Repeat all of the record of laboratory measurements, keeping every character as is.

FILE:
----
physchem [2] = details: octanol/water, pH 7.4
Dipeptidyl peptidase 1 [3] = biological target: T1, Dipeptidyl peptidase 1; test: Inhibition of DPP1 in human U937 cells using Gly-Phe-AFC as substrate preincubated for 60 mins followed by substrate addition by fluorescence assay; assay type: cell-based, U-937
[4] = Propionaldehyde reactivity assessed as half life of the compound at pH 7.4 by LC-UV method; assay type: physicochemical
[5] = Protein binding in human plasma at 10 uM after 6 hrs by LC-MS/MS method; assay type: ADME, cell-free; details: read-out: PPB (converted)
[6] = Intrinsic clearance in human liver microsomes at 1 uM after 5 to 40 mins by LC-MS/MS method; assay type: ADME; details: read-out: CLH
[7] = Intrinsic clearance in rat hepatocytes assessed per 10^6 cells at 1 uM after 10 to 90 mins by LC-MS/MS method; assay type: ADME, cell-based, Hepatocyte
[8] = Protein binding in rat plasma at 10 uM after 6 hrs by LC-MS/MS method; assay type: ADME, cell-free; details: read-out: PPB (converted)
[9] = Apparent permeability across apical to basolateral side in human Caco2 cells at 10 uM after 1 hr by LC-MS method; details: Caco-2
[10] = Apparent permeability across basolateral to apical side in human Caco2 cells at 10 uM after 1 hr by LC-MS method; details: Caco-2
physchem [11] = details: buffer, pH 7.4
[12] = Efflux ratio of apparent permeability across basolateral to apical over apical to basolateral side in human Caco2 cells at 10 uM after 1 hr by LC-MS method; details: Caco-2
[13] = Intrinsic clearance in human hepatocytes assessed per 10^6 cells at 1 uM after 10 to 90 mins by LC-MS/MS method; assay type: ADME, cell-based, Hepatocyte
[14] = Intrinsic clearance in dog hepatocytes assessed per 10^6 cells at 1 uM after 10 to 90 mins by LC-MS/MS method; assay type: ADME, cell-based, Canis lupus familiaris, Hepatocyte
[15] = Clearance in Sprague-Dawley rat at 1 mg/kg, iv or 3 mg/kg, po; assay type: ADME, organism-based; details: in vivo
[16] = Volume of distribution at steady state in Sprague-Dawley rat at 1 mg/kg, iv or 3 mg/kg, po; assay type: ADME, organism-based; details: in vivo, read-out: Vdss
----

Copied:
physchem [2] = details: octanol/water, pH 7.4
Dipeptidyl peptidase 1 [3] = biological target: T1, Dipeptidyl peptidase 1; test: Inhibition of DPP1 in human U937 cells using Gly-Phe-AFC as substrate preincubated for 60 mins followed by substrate addition by fluorescence assay; assay type: cell-based, U-937
[4] = Propionaldehyde reactivity assessed as half life of the compound at pH 7.4 by LC-UV method; assay type: physicochemical
[5] = Protein binding in human plasma at 10 uM after 6 hrs by LC-MS/MS method; assay type: ADME, cell-free; details: read-out: PPB (converted)
[6] = Intrinsic clearance in human liver microsomes at 1 uM after 5 to 40 mins by LC-MS/MS method; assay type: ADME; details: read-out: CLH
[7] = Intrinsic clearance in rat hepatocytes assessed per 10^6 cells at 1 uM after 10 to 90 mins by LC-MS/MS method; assay type: ADME, cell-based, Hepatocyte
[8] = Protein binding in rat plasma at 10 uM after 6 hrs by LC-MS/MS method; assay type: ADME, cell-free; details: read-out: PPB (converted)
[9] = Apparent permeability across apical to basolateral side in human Caco2 cells at 10 uM after 1 hr by LC-MS method; details: Caco-2
[10] = Apparent permeability across basolateral to apical side in human Caco2 cells at 10 uM after 1 hr by LC-MS method; details: Caco-2
physchem [11] = details: buffer, pH 7.4
[12] = Efflux ratio of apparent permeability across basolateral to apical over apical to basolateral side in human Caco2 cells at 10 uM after 1 hr by LC-MS method; details: Caco-2
[13] = Intrinsic clearance in human hepatocytes assessed per 10^6 cells at 1 uM after 10 to 90 mins by LC-MS/MS method; assay type: ADME, cell-based, Hepatocyte
[14] = Intrinsic clearance in dog hepatocytes assessed per 10^6 cells at 1 uM after 10 to 90 mins by LC-MS/MS method; assay type: ADME, cell-based, Canis lupus familiaris, Hepatocyte
[15] = Clearance in Sprague-Dawley rat at 1 mg/kg, iv or 3 mg/kg, po; assay type: ADME, organism-based; details: in vivo
[16] = Volume of distribution at steady state in Sprague-Dawley rat at 1 mg/kg, iv or 3 mg/kg, po; assay type: ADME, organism-based; details: in vivo, read-out: Vdss